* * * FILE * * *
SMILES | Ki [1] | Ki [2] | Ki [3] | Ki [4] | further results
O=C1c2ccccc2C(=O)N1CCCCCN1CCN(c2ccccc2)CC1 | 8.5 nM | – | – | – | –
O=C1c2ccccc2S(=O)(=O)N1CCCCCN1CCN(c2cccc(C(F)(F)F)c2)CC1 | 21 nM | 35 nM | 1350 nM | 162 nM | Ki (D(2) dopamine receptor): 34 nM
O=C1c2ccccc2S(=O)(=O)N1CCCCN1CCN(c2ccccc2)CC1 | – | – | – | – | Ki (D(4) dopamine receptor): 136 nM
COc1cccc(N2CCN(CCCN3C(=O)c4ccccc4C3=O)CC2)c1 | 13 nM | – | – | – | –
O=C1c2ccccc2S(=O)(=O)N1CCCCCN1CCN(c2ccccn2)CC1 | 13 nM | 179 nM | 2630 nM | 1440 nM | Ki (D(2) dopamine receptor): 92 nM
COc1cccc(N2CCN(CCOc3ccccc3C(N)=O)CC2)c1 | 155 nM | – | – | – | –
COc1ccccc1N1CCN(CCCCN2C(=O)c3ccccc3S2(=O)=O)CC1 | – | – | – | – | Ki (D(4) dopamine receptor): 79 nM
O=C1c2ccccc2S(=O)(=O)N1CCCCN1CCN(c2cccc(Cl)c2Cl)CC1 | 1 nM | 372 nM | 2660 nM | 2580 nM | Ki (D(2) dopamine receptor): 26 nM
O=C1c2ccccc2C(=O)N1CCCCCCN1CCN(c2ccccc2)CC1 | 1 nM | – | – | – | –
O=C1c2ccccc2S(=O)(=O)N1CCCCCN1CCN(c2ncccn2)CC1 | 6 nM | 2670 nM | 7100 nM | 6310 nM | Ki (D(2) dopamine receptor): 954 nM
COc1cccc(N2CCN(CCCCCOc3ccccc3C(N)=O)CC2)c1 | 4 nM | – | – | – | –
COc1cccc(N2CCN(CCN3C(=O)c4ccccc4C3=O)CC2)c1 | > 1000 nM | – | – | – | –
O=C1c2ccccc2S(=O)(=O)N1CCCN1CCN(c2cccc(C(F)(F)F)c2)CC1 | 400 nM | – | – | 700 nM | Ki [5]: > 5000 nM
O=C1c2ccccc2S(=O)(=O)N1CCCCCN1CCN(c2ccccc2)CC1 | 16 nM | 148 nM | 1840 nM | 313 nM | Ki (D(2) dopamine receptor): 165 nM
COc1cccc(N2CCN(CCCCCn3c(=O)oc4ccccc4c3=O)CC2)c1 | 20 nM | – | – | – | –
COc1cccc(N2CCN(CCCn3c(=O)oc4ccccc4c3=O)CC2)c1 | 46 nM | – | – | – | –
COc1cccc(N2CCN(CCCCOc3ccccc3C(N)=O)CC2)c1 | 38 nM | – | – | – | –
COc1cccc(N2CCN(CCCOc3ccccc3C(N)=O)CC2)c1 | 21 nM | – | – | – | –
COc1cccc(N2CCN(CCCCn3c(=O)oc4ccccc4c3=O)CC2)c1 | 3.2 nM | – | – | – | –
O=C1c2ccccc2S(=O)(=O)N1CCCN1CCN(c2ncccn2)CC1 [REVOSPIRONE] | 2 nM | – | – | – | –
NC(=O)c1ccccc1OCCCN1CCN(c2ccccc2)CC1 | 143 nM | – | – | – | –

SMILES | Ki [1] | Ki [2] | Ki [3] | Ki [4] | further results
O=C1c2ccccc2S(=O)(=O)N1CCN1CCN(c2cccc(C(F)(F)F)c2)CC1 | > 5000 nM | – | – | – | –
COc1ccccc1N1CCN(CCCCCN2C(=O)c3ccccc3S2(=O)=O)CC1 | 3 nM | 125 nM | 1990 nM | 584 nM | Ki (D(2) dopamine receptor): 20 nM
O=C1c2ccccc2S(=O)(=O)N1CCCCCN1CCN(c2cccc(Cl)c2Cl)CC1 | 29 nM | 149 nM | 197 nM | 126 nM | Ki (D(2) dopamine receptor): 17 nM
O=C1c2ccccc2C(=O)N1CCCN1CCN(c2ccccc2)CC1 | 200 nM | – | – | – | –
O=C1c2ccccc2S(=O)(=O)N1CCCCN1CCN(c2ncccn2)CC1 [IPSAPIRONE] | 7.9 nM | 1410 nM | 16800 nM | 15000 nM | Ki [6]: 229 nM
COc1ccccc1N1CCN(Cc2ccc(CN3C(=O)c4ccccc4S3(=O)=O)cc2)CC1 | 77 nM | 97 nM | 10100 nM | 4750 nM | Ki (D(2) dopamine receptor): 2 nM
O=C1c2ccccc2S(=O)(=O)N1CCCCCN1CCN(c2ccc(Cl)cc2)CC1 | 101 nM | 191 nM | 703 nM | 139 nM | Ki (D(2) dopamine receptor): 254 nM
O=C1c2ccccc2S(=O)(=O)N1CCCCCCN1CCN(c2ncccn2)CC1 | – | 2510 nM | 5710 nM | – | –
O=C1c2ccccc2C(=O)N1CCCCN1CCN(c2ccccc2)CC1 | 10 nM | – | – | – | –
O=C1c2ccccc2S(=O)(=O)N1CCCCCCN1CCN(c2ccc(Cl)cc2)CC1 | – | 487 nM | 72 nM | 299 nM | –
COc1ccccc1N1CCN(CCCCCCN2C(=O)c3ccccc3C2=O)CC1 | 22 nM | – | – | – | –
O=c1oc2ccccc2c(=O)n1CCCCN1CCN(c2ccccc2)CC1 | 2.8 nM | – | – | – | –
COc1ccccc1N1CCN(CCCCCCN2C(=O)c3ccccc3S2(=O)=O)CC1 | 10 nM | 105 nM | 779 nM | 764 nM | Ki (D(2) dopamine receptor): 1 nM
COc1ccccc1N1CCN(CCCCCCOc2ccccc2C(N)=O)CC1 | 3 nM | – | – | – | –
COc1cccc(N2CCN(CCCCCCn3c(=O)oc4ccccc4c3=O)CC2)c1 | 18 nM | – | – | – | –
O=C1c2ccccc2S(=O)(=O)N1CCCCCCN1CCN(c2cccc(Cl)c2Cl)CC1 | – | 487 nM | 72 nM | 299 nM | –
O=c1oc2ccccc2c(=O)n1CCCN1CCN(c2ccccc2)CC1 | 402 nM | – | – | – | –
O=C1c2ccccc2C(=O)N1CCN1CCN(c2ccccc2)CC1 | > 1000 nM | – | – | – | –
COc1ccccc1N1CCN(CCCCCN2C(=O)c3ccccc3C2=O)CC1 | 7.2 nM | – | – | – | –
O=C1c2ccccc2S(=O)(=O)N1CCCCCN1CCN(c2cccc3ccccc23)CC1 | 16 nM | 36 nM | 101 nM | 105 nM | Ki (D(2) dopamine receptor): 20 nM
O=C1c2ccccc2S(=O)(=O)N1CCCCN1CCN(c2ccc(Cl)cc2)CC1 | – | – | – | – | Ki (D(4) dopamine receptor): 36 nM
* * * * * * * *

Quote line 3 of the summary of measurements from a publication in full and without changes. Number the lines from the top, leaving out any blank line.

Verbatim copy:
O=C1c2ccccc2S(=O)(=O)N1CCCCCN1CCN(c2cccc(C(F)(F)F)c2)CC1 | 21 nM | 35 nM | 1350 nM | 162 nM | Ki (D(2) dopamine receptor): 34 nM